We have to be sure that everything works perfectly before the team starts using the system.–The first engine fire-ups in the garage, systems tests etc, it all takes place on Thursdays. Thursday is also the day of official tests of our system with the client. Together with the team we check all the channels and add new users. It is also the day when we connect our system with television system, which is operated by a special cell in F1.

We prepar for them the signal from the driver’s cockpit and the box. This is the internal communication that you can sometimes hear while watching the race on TV. Thursday is technically the last day of tests because on Friday, Saturday and Sunday there are practice sessions and the race itself.

On Sunday the event comes to an end and then we begin packing down, filling special reports, collecting feedbacks from the people responsible for communications in the F1 team. In Mercedes  it usually took a little longer because after the race was over and before we started packing down there was time for champagne and photoshoots 🙂

It sounds very professional…

Indeed. In Formula 1 there is no room for mistakes. Everything must be minutely planned and carried out. Personally, what made the biggest impression on me was the logistics of the event. The way it has been prepared is extraordinary. When you think that you have a back to back race , ie. one week – say, on Sunday there is a race in Japan, next week there is another in Russia, and in between there is a typhoon – then it is a challenge. After the race, no matter how bad the weather is, all infrastructure is loaded to special containers and sent by airfreight to the next location. There are lots of documents to be filled as well. We also have to move to the next location – crossing few time zones, long flights can be really fatiguing and there is no time nor place for complaining because one has to set up, test and connect all the system back again. There are also advantages of such form, this job makes you feel a bit like  a rock star.

Did you find time for rest between the races?

Yes. Between the races I worked in the company’s headquarters where I waw filling the reports and contacting the service, so one can say I happened to be at home:) Additionally, between the end of the season in the beginning of December and the beginning of tests in February/March I was in Wuppertal, servicing and preparing the equipment for the next season. If you ask about free time and holidays, surprisingly there was time for that too. The best thing is that the calendar is very clear and we know it at the beginning of the year. Thanks to the work on the weekends we had a week off frequently during the month. When I could coordinate this week with my fiancé, it was something good.

I also could have short holidays during the season. Normally when you work at the office then you have 20 to 30 annual leave days but we had as many breaks as there were between the races. To illustrate: the first race of the season is always in Australia, then there is a week gap. You can come back to Germany, which means you spend 24h on the plane, and then you come back for the preparations for the race in Malaysia which is another 14 hours in the same direction. So, naturally, coming back home was pointless. This way I saw Indonesia, United States and some more.

When did the time for change come?

The time came when all of the things that evoked such a huge emotions in me in the beginning became monotonous. I started to wonder, what I want to do next and what goals I should set.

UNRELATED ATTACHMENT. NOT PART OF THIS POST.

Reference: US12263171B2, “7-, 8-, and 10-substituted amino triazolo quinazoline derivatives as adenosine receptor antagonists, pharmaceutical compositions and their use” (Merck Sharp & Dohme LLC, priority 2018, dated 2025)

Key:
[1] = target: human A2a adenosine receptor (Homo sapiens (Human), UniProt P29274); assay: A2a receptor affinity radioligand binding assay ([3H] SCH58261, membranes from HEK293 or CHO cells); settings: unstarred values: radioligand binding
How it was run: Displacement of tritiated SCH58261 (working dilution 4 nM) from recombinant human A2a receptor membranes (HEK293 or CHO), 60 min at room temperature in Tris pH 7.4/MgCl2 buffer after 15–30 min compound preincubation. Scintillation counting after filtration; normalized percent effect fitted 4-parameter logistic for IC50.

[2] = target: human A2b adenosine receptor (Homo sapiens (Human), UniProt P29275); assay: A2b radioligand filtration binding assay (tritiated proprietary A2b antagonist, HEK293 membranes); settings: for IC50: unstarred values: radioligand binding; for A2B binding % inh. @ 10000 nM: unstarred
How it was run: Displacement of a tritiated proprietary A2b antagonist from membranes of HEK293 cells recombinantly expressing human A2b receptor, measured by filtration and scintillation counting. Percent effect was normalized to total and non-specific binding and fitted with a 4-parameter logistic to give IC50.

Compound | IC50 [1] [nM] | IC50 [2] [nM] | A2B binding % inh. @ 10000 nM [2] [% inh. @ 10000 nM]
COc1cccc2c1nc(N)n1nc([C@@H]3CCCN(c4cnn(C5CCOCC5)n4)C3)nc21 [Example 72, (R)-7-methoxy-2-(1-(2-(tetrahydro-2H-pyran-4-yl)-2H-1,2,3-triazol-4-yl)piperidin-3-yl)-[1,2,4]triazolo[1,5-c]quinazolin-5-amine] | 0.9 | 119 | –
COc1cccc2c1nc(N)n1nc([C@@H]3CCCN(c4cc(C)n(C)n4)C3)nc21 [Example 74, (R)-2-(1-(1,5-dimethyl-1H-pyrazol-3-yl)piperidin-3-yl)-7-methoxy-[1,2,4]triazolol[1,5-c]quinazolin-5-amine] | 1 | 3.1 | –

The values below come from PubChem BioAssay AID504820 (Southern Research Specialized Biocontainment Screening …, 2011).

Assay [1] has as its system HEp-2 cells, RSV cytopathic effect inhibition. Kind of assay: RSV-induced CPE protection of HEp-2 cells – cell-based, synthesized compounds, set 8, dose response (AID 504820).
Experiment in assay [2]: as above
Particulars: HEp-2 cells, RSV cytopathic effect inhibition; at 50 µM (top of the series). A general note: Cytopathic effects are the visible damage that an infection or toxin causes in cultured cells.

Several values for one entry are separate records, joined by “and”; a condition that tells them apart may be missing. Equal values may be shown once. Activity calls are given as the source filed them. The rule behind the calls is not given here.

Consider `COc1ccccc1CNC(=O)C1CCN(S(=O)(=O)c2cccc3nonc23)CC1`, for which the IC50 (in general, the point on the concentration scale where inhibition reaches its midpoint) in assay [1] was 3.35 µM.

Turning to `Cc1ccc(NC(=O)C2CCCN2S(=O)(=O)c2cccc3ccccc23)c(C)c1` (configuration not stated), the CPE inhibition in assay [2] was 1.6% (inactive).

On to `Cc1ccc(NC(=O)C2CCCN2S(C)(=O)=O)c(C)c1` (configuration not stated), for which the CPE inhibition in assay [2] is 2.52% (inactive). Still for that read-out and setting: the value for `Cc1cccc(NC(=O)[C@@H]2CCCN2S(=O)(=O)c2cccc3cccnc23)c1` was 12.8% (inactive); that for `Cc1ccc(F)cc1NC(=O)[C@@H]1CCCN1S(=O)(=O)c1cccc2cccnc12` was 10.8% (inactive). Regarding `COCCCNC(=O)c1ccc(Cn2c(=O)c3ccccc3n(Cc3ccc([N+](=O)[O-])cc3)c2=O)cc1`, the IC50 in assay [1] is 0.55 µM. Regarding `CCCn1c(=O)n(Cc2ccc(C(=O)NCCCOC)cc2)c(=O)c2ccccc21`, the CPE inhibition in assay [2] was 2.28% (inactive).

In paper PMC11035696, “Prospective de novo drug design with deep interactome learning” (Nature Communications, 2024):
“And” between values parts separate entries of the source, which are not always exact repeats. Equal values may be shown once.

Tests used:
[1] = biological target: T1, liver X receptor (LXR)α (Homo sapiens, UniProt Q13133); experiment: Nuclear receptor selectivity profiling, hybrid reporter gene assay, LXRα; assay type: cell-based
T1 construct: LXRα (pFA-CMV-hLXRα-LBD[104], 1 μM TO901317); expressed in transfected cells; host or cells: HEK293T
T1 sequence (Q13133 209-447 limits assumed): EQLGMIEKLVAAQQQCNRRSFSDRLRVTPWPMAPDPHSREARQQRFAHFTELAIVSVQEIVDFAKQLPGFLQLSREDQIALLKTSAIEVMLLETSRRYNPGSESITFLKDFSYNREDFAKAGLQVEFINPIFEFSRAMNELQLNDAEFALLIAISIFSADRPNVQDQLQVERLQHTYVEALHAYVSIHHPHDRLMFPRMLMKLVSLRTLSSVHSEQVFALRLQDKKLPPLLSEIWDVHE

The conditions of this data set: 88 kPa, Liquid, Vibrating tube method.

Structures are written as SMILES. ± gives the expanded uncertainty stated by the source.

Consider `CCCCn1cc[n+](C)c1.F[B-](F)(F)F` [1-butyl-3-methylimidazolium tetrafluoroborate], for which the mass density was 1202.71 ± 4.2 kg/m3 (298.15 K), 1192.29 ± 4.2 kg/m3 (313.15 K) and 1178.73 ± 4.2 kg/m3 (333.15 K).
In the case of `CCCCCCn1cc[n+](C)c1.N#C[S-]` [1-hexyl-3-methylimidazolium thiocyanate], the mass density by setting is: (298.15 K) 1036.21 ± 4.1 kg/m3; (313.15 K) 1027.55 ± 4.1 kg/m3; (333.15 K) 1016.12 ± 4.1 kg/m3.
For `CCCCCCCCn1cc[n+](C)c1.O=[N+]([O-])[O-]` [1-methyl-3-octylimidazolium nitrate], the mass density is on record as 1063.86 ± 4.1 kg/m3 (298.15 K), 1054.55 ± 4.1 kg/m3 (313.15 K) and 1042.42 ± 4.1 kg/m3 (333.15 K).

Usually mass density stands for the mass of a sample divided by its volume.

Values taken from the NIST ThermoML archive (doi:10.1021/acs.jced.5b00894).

Work in F1 perhaps involves a lot of dedication.

Definitely. If you want to follow this career, you have to do sacrifices and compromises, indeed. I perceived the episode in F1 more as an adventure than a life path. Professionally, I saw myself in more engineering and designing areas. That is why I started to look for new opportunities.

I knew that our R&D department progressed vitally. I knew the director of R&D and talked to him about new possibilities. I had an experience in testing telecommunications systems, so a similar post was created for me in the company. I must admit  it was the bullseye. Due to work in F1 I could transfer the knowledge and experience of practical use of the devices to the lab, where bits and bytes matter. It often happens that developers focus on low level aspects, having no broad perspective on the project. My task is to bridge the gap between the two – the end user of the product and the programmer.

On what project did you start work after the transfer?

Last half of the year was filled with working on the new product – Bolero system. I must admit that it has been a very interesting experience. You know, on one hand traveling is addictive and I like it, but… on the other hand when the traveling becomes too intensive, at some point you can be fed up with it. Now in my opinion, there is a good compromise because I still travel and meet interesting people, and with that I mostly work from the office. While working on Bolero I was involved in internal technical trainings thanks to which I had an opportunity to learn how our company functions practically. Finally I managed to meet the majority of our employees 🙂

Don’t you miss F1?

Well, I ticked that off on my bucket list. Work in F1 has been a wonderful adventure and without any doubts a vital point in my career, but I am happy that it is already behind me. I think that I left good impression farewelling with Mercedes. Up till today I’m in touch  with F1 engineers.

Did Thomas Riedel also show up at the realizations?

A few times in the year he joined us. Thomas is strongly connected with motorsport (not only F1). He knows most of the people dealing with motorsport in Germany and around the world. He often is being asked by the media to publicly expresses his opinions in regards to motorsport. His opinion matters in those circles very much.

I guess we will have to dissect our talk into two parts. In the second I suggest the talk on the new Bolero project? What do you think?

I suppose, it is a good direction 🙂

Thank you for devoted time and for the talk. It was inspiring for me.

I am glad. Thanks!